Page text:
This life in limbo, it's a bit like a roller coaster. One where you can't quite see the track, so every up and every down comes at you at 125 mph with no warning. All you know is that you're hurtling through space with your feet dangling in mid-air, and you haven't the foggiest idea what is going to happen next.
I hate roller coasters.
So, this morning, I overcooked the waffles. The toaster waffles. Yes, that's right. I burned Eggos. Bet you didn't even know that was possible.
This after probably my worst Mother's Day ever.
It started off well. My not-yet-ex brought the kids to me late enough in the day that I had a nice sleep, and even better, he was armed with eight doughnuts and a carefully selected DVD all wrapped up in pretty paper. And my kids, they showered me with thoughtful gifts they'd made in school.
Then, all hell broke loose.
It was the doughnuts that did it. There was one pink one with sprinkles, and everyone wanted it. The battle for it began as soon as the gift-giving ended. For the entire rest of the day, they showered me with screaming tantrums, constant arguments, and lots of "No!" My Aspie had not had his meds, so he was spinning through the house like a top, into everything, pushing at everyone, not able to settle. My unnaturally strong three-year-old up-ended - and broke - the coffee table. Everyone was a screaming, whining, horrific mess.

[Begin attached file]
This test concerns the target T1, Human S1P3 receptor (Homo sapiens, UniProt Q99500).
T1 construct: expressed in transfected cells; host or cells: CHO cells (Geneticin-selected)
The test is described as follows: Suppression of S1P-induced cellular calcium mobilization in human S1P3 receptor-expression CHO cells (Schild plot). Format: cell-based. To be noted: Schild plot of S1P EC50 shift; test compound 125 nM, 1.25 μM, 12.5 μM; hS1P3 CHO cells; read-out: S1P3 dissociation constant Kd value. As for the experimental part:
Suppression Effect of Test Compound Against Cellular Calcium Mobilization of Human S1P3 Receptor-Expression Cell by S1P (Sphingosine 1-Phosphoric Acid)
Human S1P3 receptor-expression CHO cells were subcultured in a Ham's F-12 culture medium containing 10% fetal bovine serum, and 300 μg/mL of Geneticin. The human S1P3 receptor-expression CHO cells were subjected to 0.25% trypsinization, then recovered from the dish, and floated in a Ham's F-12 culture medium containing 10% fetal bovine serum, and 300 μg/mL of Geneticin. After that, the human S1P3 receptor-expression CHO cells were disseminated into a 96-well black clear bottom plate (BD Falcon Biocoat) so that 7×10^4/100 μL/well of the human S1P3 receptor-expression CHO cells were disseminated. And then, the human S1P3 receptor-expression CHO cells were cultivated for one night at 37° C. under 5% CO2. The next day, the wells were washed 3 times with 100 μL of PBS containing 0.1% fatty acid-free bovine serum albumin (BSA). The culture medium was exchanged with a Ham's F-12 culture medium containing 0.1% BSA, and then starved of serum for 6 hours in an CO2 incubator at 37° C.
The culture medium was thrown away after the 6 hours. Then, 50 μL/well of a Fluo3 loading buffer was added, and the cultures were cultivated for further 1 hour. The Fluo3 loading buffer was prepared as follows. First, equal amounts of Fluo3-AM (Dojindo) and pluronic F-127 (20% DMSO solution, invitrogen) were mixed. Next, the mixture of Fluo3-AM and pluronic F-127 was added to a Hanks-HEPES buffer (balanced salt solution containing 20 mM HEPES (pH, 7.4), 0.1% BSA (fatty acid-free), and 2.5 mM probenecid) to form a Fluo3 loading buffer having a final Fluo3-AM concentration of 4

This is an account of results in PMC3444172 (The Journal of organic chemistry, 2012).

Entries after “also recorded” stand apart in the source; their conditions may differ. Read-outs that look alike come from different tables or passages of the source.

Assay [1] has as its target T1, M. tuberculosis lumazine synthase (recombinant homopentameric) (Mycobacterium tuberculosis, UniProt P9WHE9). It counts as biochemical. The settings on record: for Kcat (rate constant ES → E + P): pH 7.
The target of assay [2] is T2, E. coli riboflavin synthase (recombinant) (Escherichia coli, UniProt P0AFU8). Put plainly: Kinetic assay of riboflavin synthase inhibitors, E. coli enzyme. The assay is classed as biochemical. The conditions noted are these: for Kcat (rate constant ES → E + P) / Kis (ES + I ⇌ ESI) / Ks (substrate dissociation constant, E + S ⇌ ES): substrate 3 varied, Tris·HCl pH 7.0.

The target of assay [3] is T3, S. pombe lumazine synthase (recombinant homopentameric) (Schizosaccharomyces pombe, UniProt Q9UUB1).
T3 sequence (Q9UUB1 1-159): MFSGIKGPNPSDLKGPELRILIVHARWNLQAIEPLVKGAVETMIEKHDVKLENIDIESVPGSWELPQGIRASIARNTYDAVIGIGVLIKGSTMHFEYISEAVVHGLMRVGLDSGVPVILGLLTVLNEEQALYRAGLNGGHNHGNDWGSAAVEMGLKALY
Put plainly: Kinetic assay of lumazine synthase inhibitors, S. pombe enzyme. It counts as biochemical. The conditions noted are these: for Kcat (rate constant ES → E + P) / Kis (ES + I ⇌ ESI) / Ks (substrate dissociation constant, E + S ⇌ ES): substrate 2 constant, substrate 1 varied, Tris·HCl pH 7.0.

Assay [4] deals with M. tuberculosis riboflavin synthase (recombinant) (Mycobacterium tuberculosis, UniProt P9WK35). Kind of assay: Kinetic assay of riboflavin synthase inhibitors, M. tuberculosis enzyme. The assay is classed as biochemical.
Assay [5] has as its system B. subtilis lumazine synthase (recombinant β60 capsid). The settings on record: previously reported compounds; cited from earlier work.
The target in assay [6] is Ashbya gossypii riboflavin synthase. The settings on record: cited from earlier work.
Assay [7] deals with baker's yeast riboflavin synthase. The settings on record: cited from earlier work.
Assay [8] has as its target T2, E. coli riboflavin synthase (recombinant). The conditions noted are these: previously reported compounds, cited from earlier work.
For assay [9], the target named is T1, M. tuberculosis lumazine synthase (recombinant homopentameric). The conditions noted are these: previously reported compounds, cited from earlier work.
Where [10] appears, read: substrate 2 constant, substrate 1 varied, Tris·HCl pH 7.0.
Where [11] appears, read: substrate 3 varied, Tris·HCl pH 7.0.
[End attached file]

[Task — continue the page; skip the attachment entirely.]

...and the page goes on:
Then, at dinner, as a cap to this oh-so-lovely day, I dropped a full two quarts of iced tea all over my kitchen. Splatters on every cabinet, under the fridge, inside the fridge. I used up 7 dishtowels cleaning it up. And I burst into tears, right there in the kitchen.
My kids did not even look up from the table. But I could hear their conversation.
My diva: "Um, is mom crying?"
My Aspie: "I don't know."
My diva: "I really think she's crying."
My Aspie: "Why is she crying?"
My diva: "I don't know. Maybe we should cheer her up?"
My Aspie: "Oh, yeah! Let's tell her a story!"
... and then the three of them launched into a massive screaming battle over who would get to tell the story, who would be in the story, and how it would end.
That is when I finally gave up. Trundled them off to bed immediately and hunted down the ibuprofen.
I think they remembered though. So, this morning, they met me with hugs and kisses and gifts of gorgeous drawings that "use up the whole page." I got a warm and sweaty matchbox car from a warm and sweaty little hand, and a sweet "Mommy, play with me!" from my three-year-old. My daughter wrote a song for me, then let me do her hair and didn't say "ouch" even once. And my Aspie gave me no complaints - not one - when I reminded him to finish his homework.
All that, followed by a three-part chorus of, "I love you! You're the best mommy ever!"
Mother's Day, take two.
So I burned the waffles. Too busy with the hugs and the kisses to get them out of the toaster oven. And my beautiful, smart, loving children? They ate them. Every bite.